Migrants’ civic rights a key political issue
The degree of democratic representation is low among Luxembourg’s resident population. The country’s population numbered 562,958 people in 2014 (100,000 more than 10 years previously), about 46% of whom were foreigners who cannot vote in national elections. However, EU citizens as well as citizens from third countries have the right to participate in local elections, vote and run for mayoral positions. The economy is essentially supported by this large group of noncitizens, which includes commuters and resident migrants at all levels. Last year, 22,332 immigrants arrived in Luxembourg – an increase of more than 11,000 people over 2014 – while 11,283 left the country.
Voting rights for non-citizens rejected
Employers and non-governmental organizations (NGOs) have lobbied the government to allow resident migrants to vote in national elections, with the aim of reconciling legal rights with the reality of the country’s population. But the clear rejection (78.02%) of full foreigner-voting rights in the referendum of June 2015 put at least a temporary end to the project. In partial response, the government announced a new legislative initiative facilitating access to Luxembourgish nationality. Including non-nationals in the democratic process would improve parliament’s representative mix, and would strengthen non-nationals’ identification with “their” country. Offering non-natives the opportunity to obtain Luxembourgish nationality or even dual citizenship are obviously not the only tools through which to foster inclusivity.
Housing-stock expansion underway
The availability of affordable housing has been a growing problem for decades. There is an insufficiency of living space, with a very limited stock of rental properties and high real-estate prices. The government thus announced that it would promote the construction of 11,000 new apartments in order to help support continuing migration flows and population growth. Some municipalities have decided to impose a special tax on unoccupied houses in order to create disincentives to leaving spaces empty, thus encouraging existing residential property to be rented or sold.
Environmental, education challenges remain
The country’s most pressing environmental-policy challenges include the improvement of water quality and the need to construct of wastewater-treatment plants.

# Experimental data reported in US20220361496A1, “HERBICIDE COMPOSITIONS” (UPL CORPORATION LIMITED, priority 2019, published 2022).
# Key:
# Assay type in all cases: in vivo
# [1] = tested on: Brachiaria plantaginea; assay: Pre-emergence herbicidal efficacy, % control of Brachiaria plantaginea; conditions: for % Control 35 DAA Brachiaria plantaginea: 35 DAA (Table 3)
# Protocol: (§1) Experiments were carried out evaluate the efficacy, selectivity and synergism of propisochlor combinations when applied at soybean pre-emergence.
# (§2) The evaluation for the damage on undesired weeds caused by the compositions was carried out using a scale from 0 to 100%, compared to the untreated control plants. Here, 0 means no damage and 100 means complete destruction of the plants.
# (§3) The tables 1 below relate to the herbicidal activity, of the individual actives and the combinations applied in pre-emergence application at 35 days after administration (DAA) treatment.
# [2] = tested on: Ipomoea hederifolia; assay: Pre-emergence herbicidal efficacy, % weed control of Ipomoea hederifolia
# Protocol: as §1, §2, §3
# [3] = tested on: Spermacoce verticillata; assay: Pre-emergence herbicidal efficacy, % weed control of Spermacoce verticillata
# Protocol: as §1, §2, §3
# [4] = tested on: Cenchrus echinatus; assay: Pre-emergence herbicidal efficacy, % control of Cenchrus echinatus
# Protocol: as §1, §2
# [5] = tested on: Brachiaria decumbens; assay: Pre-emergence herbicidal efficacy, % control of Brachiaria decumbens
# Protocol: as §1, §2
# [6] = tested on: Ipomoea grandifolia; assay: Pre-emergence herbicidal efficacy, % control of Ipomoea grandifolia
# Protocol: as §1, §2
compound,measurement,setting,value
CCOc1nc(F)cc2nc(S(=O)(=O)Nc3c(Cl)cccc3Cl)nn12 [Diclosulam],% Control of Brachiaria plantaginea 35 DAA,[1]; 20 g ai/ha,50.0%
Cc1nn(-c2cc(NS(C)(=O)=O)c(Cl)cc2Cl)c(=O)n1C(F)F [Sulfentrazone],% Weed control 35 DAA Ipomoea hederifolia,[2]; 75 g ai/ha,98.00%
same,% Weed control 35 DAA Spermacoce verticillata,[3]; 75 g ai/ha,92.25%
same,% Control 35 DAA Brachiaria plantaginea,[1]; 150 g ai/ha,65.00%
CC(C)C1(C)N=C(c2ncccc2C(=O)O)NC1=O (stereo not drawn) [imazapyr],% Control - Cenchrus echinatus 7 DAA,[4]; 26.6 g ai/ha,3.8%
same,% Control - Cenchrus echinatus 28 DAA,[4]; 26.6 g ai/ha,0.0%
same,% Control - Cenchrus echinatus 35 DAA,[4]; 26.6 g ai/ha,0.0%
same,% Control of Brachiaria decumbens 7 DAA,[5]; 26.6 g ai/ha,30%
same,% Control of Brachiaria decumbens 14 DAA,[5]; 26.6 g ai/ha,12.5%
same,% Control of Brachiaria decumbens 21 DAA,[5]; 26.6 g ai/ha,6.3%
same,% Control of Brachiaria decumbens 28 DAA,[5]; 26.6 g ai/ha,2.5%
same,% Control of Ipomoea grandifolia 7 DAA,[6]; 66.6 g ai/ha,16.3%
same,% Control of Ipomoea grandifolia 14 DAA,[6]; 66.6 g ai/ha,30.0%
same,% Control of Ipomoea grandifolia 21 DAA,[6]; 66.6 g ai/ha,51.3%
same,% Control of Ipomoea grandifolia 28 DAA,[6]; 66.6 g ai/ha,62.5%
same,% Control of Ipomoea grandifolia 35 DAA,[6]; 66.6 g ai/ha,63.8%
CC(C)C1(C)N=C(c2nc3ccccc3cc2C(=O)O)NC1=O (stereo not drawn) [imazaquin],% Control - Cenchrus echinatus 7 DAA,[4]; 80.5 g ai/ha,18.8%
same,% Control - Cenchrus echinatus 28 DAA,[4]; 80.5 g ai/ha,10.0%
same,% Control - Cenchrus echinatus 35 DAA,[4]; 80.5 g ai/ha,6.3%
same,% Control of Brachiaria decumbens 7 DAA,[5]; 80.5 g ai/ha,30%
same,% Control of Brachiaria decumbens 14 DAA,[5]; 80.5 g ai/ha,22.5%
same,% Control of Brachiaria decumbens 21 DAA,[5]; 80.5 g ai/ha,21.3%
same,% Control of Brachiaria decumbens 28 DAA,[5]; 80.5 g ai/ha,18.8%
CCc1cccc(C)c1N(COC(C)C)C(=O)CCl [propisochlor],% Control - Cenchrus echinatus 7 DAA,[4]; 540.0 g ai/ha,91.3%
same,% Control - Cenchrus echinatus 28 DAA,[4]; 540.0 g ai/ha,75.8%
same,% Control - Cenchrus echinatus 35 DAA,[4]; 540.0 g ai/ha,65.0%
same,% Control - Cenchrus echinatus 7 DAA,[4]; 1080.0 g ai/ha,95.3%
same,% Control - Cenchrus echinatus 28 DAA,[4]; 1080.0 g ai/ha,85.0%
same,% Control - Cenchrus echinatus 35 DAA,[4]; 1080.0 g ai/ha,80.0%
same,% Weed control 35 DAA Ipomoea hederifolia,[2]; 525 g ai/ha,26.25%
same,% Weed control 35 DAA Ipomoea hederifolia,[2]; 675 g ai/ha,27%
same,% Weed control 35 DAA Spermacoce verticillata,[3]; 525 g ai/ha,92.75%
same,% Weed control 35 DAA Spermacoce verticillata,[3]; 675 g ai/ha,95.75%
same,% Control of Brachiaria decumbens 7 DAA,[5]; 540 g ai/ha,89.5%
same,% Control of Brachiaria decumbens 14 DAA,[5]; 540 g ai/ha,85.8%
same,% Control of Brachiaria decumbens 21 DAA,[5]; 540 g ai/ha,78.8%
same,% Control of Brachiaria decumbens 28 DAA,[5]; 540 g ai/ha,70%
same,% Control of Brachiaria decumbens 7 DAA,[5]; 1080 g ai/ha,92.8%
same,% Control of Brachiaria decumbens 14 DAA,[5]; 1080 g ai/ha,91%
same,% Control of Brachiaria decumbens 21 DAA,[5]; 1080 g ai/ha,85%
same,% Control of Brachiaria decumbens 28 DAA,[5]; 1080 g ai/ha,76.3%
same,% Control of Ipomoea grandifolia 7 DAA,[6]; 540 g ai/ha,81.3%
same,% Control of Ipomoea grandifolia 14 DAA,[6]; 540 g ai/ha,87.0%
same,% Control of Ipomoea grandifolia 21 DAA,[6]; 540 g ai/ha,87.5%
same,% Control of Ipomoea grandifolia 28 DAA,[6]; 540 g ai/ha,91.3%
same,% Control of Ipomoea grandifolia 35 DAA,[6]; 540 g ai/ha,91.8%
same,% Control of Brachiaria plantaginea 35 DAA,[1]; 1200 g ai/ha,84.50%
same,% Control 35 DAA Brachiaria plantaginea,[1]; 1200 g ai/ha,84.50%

The national education system presents another persistent challenge, with its trilingual character posing difficulties both to nationals and foreigners. Moreover, the country’s PISA test scores rank below the OECD average. During the past 15 years, several school reforms have sought to ease migrant children’s integration within this multilingual system, while diminishing the importance of language facility in determining students’ appropriate school levels. Long-term competiveness needs to be improved through further education-system reform. The government is currently working on 85 school-reform projects.
The new government intends to establish a sustainable family policy, one of the top priorities of its coalition program in 2013. Therefore, on 1 January 2015, a special tax of 0.5% was imposed on wages, pensions and other income, earmarked specifically for the purpose of supporting education and family policies. Within the scope of the “Chèque-Service Accueil” scheme, the government contributes an annual €313 million (2016) toward child care costs. Moreover, with the goal of increasing the employment rate among women, the government intends to provide free child care for one- to three-year-olds in 2016, as well as bilingual (French and Luxembourgish) early-childhood education (for one- to four-year-olds) starting in 2017. A needed reform of regulations protecting minors is still awaiting implementation.
Structural reforms must tackle future risks
Supported by the sustained economic upturn, Luxembourg is on the right track to correcting its excessive expenditures and creating viable long-term social, economic and environmental perspectives. To reduce vulnerabilities, structural-reform efforts must be continued, and further efforts will be needed to achieve long-term targets in a generally volatile economic environment.